What’s changing?

When the changes come in April next year, tax relief will be a flat rate of 20%. Landlords who pay basic rate tax would see no change, but those on higher incomes will find themselves losing much more in mortgage interest payments.

Example Net Yield Calculation

An indication we have seen is from The Nationwide Building Society published recently estimated figures of how a typical landlord’s profits might be hit. Someone with a £150,000 buy-to-let mortgage on a property worth £200,000, with a monthly rent of £800, would currently have a net profit of around £2,160 a year. Under the new system, the net profit would be £960.

The Property Investment Overview:

1. There will always be demand for renting

  • Today a fifth of households rent from private landlords, according to Respublica. This could be because of rising house prices and a lack of affordability or just because people want flexibility.
  • Tenant demand remained high in the last quarter of 2015, according to Kent Reliance.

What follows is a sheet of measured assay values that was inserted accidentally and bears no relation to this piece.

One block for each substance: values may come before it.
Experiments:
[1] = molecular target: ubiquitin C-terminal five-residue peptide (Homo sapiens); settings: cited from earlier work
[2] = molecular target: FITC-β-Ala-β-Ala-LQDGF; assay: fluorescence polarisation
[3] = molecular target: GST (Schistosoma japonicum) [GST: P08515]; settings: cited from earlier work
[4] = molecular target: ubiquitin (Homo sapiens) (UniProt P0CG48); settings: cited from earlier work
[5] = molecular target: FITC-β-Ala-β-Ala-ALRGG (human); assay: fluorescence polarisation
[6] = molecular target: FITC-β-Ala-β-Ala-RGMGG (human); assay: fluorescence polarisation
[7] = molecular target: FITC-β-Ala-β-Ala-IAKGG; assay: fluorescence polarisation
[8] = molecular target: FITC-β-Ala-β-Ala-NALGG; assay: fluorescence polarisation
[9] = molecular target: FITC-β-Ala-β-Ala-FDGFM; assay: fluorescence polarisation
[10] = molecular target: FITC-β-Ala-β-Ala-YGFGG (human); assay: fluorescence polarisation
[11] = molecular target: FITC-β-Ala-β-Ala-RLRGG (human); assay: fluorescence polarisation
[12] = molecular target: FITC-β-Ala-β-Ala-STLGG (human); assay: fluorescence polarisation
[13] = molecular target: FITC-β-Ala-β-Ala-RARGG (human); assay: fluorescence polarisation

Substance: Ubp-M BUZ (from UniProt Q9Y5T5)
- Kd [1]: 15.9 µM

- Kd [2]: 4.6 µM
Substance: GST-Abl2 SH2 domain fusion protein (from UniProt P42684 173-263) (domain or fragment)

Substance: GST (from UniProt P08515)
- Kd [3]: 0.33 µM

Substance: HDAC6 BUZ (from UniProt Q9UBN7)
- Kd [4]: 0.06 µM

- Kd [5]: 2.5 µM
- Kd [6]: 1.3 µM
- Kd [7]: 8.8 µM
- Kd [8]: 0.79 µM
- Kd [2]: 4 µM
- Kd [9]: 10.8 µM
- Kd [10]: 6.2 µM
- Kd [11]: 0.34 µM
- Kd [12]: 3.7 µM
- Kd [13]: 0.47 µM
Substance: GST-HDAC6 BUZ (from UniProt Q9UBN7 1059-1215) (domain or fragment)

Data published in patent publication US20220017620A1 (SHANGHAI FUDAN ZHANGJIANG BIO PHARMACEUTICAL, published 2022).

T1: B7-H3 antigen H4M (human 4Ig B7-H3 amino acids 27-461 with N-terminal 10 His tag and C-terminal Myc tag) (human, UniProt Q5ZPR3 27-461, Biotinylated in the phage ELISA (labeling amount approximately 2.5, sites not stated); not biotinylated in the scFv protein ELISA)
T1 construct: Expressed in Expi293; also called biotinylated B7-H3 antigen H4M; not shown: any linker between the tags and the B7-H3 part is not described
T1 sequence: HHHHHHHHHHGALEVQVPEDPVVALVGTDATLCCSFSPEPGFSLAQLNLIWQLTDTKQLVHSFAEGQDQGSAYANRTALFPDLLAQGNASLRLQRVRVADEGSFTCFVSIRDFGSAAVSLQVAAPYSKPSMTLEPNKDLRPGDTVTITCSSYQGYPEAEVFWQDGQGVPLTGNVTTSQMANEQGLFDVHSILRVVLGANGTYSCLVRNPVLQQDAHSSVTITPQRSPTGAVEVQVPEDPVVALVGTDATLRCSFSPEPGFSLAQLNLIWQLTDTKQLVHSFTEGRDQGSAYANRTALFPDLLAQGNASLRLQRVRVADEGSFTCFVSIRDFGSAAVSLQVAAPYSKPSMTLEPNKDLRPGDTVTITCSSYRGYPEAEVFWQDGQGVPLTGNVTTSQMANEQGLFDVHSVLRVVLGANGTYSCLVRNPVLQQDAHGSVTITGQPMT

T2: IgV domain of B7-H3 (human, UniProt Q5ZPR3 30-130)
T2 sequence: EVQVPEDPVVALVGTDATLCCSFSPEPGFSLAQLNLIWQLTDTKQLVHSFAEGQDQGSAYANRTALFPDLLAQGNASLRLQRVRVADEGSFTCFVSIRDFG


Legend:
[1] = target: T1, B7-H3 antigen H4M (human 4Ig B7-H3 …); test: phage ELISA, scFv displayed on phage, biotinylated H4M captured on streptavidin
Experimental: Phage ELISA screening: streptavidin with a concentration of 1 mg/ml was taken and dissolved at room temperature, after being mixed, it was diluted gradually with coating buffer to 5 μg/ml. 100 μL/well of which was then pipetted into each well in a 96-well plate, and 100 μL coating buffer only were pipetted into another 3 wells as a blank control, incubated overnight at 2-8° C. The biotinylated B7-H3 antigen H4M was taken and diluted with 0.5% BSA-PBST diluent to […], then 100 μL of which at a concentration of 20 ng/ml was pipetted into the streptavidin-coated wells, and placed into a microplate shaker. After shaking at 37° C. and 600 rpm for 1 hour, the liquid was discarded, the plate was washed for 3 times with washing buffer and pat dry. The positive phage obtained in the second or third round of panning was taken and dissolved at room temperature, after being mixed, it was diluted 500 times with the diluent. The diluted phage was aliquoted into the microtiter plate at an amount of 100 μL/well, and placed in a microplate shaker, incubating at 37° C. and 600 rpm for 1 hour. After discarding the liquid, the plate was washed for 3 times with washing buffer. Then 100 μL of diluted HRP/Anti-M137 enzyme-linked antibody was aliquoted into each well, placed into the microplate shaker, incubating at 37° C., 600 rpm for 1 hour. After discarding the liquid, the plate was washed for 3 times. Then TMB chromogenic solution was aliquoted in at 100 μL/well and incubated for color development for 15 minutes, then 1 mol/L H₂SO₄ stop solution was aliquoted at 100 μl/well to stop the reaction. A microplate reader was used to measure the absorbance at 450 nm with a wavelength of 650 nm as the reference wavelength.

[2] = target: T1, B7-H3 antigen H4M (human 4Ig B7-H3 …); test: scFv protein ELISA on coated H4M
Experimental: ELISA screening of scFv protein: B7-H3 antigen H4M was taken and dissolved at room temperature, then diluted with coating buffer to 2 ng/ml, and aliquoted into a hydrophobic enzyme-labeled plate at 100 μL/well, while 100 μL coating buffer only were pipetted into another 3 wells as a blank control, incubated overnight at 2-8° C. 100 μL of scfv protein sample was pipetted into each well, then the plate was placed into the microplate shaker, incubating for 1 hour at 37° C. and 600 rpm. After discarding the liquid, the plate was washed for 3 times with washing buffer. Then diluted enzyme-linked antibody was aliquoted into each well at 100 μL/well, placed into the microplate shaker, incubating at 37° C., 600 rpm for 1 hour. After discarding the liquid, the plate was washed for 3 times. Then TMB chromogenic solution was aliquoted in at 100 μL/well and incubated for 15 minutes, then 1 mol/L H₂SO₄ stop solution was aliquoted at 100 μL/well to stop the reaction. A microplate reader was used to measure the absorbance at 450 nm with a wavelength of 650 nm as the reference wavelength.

• Landlords survey said that 43% indicated that demand was either ‘growing’ or ‘booming’, up 3 per cent on the previous quarter.
  • Additional Landlord costs and demand will see rentals grow and yields increase.

2. Record-low mortgage rates

  • Mortgages in both the residential and buy-to-let sector have fallen to record levels, helped by the historically low Bank of England base rate of interest.
  • Landlords are also benefiting from increased choice of home loans as with no signs of interest rates rising in the near future there are plenty of competitive deals to snap up. There are now more than 1,000 buy-to-let mortgages on the market, up from just over 800 a year ago and 486 in 2012, according to Moneyfacts. CML policy changes have and continue to make the lending safer and safer for the consumer.

3. Great yields are still stable

  • You can calculate rental yield by calculating the annual rent received as a percentage of the purchase price.
  • For example, a property delivering £10,000 worth of rent that costs £200,000 has a 5% yield.
  • Gross rental yields are expected to remain at the same level as 2015 over 2016, giving an average figure of 6.4%